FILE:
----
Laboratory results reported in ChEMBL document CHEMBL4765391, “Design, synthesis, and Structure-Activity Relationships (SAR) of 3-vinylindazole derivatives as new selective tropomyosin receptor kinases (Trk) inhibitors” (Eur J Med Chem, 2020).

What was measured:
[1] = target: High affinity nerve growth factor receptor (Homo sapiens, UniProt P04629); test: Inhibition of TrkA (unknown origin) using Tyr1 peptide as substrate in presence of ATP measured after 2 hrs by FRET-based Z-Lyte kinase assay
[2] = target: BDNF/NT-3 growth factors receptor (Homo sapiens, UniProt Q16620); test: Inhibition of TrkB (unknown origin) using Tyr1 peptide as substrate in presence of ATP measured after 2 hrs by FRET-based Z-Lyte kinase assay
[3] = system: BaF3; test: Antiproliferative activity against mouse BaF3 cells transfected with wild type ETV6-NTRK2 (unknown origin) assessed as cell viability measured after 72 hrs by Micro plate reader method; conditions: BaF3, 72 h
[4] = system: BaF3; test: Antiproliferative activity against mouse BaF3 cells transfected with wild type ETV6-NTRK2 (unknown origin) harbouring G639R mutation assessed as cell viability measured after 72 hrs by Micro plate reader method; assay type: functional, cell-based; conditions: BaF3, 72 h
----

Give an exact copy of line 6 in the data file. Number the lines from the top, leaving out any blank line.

[4] = system: BaF3; test: Antiproliferative activity against mouse BaF3 cells transfected with wild type ETV6-NTRK2 (unknown origin) harbouring G639R mutation assessed as cell viability measured after 72 hrs by Micro plate reader method; assay type: functional, cell-based; conditions: BaF3, 72 h